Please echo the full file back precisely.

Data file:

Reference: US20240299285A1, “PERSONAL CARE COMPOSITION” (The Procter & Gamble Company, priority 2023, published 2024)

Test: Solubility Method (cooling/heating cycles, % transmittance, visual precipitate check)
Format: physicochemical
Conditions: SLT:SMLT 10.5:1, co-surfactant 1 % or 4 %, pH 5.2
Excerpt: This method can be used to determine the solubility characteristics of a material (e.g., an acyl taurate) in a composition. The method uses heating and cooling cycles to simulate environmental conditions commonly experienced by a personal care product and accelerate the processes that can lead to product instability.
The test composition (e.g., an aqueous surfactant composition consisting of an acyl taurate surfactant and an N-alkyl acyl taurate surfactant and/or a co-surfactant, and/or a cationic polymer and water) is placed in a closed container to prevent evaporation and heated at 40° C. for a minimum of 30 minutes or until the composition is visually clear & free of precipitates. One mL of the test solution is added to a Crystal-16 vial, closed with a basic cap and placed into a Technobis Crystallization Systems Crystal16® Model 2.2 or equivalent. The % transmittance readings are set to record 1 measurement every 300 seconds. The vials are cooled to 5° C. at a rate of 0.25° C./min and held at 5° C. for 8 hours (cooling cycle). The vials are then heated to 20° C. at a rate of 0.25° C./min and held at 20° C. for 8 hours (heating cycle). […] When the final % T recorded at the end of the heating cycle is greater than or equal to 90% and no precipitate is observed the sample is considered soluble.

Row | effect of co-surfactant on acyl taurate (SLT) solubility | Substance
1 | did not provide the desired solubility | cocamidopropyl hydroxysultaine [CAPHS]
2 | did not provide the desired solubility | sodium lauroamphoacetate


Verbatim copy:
Reference: US20240299285A1, “PERSONAL CARE COMPOSITION” (The Procter & Gamble Company, priority 2023, published 2024)

Test: Solubility Method (cooling/heating cycles, % transmittance, visual precipitate check)
Format: physicochemical
Conditions: SLT:SMLT 10.5:1, co-surfactant 1 % or 4 %, pH 5.2
Excerpt: This method can be used to determine the solubility characteristics of a material (e.g., an acyl taurate) in a composition. The method uses heating and cooling cycles to simulate environmental conditions commonly experienced by a personal care product and accelerate the processes that can lead to product instability.
The test composition (e.g., an aqueous surfactant composition consisting of an acyl taurate surfactant and an N-alkyl acyl taurate surfactant and/or a co-surfactant, and/or a cationic polymer and water) is placed in a closed container to prevent evaporation and heated at 40° C. for a minimum of 30 minutes or until the composition is visually clear & free of precipitates. One mL of the test solution is added to a Crystal-16 vial, closed with a basic cap and placed into a Technobis Crystallization Systems Crystal16® Model 2.2 or equivalent. The % transmittance readings are set to record 1 measurement every 300 seconds. The vials are cooled to 5° C. at a rate of 0.25° C./min and held at 5° C. for 8 hours (cooling cycle). The vials are then heated to 20° C. at a rate of 0.25° C./min and held at 20° C. for 8 hours (heating cycle). […] When the final % T recorded at the end of the heating cycle is greater than or equal to 90% and no precipitate is observed the sample is considered soluble.

Row | effect of co-surfactant on acyl taurate (SLT) solubility | Substance
1 | did not provide the desired solubility | cocamidopropyl hydroxysultaine [CAPHS]
2 | did not provide the desired solubility | sodium lauroamphoacetate